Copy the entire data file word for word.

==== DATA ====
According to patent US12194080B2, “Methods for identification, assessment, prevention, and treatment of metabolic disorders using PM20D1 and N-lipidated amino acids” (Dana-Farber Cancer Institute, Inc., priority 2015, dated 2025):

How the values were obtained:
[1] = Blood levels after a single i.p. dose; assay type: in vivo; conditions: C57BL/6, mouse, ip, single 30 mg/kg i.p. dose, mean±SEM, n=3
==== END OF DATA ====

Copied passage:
According to patent US12194080B2, “Methods for identification, assessment, prevention, and treatment of metabolic disorders using PM20D1 and N-lipidated amino acids” (Dana-Farber Cancer Institute, Inc., priority 2015, dated 2025):

How the values were obtained:
[1] = Blood levels after a single i.p. dose; assay type: in vivo; conditions: C57BL/6, mouse, ip, single 30 mg/kg i.p. dose, mean±SEM, n=3